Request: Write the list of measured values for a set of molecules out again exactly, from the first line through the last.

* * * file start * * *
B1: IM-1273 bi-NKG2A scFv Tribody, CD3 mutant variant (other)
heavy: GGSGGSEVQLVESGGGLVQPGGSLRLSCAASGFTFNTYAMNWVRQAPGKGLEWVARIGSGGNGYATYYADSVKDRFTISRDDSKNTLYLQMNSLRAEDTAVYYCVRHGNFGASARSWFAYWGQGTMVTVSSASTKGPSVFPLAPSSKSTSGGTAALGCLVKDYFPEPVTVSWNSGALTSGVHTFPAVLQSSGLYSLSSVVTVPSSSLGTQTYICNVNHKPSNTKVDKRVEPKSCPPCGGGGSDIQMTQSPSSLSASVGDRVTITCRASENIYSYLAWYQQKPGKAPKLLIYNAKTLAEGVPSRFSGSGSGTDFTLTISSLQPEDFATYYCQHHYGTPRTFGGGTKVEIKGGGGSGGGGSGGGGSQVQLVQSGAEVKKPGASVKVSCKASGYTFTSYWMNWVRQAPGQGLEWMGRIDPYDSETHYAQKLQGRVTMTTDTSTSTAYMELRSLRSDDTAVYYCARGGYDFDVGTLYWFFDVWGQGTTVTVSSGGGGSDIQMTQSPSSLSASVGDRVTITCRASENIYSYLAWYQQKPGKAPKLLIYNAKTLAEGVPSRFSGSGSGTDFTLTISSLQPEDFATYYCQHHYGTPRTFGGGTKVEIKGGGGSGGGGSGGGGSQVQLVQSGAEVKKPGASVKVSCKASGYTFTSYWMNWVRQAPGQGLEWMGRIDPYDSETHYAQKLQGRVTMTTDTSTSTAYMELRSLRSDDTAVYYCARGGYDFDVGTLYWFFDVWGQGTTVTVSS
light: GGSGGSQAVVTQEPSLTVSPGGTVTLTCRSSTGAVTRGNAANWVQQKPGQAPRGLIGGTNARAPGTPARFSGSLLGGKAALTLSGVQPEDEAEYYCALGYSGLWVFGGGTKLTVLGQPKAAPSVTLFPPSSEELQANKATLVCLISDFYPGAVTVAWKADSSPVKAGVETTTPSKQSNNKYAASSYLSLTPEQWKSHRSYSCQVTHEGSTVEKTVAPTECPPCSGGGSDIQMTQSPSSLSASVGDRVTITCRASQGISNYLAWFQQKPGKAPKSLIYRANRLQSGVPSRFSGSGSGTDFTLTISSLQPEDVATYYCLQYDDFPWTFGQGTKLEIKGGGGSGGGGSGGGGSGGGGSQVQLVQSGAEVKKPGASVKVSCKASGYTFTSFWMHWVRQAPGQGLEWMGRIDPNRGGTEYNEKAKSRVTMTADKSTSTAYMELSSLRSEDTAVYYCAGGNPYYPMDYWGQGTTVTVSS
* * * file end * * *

B1: IM-1273 bi-NKG2A scFv Tribody, CD3 mutant variant (other)
heavy: GGSGGSEVQLVESGGGLVQPGGSLRLSCAASGFTFNTYAMNWVRQAPGKGLEWVARIGSGGNGYATYYADSVKDRFTISRDDSKNTLYLQMNSLRAEDTAVYYCVRHGNFGASARSWFAYWGQGTMVTVSSASTKGPSVFPLAPSSKSTSGGTAALGCLVKDYFPEPVTVSWNSGALTSGVHTFPAVLQSSGLYSLSSVVTVPSSSLGTQTYICNVNHKPSNTKVDKRVEPKSCPPCGGGGSDIQMTQSPSSLSASVGDRVTITCRASENIYSYLAWYQQKPGKAPKLLIYNAKTLAEGVPSRFSGSGSGTDFTLTISSLQPEDFATYYCQHHYGTPRTFGGGTKVEIKGGGGSGGGGSGGGGSQVQLVQSGAEVKKPGASVKVSCKASGYTFTSYWMNWVRQAPGQGLEWMGRIDPYDSETHYAQKLQGRVTMTTDTSTSTAYMELRSLRSDDTAVYYCARGGYDFDVGTLYWFFDVWGQGTTVTVSSGGGGSDIQMTQSPSSLSASVGDRVTITCRASENIYSYLAWYQQKPGKAPKLLIYNAKTLAEGVPSRFSGSGSGTDFTLTISSLQPEDFATYYCQHHYGTPRTFGGGTKVEIKGGGGSGGGGSGGGGSQVQLVQSGAEVKKPGASVKVSCKASGYTFTSYWMNWVRQAPGQGLEWMGRIDPYDSETHYAQKLQGRVTMTTDTSTSTAYMELRSLRSDDTAVYYCARGGYDFDVGTLYWFFDVWGQGTTVTVSS
light: GGSGGSQAVVTQEPSLTVSPGGTVTLTCRSSTGAVTRGNAANWVQQKPGQAPRGLIGGTNARAPGTPARFSGSLLGGKAALTLSGVQPEDEAEYYCALGYSGLWVFGGGTKLTVLGQPKAAPSVTLFPPSSEELQANKATLVCLISDFYPGAVTVAWKADSSPVKAGVETTTPSKQSNNKYAASSYLSLTPEQWKSHRSYSCQVTHEGSTVEKTVAPTECPPCSGGGSDIQMTQSPSSLSASVGDRVTITCRASQGISNYLAWFQQKPGKAPKSLIYRANRLQSGVPSRFSGSGSGTDFTLTISSLQPEDVATYYCLQYDDFPWTFGQGTKLEIKGGGGSGGGGSGGGGSGGGGSQVQLVQSGAEVKKPGASVKVSCKASGYTFTSFWMHWVRQAPGQGLEWMGRIDPNRGGTEYNEKAKSRVTMTADKSTSTAYMELSSLRSEDTAVYYCAGGNPYYPMDYWGQGTTVTVSS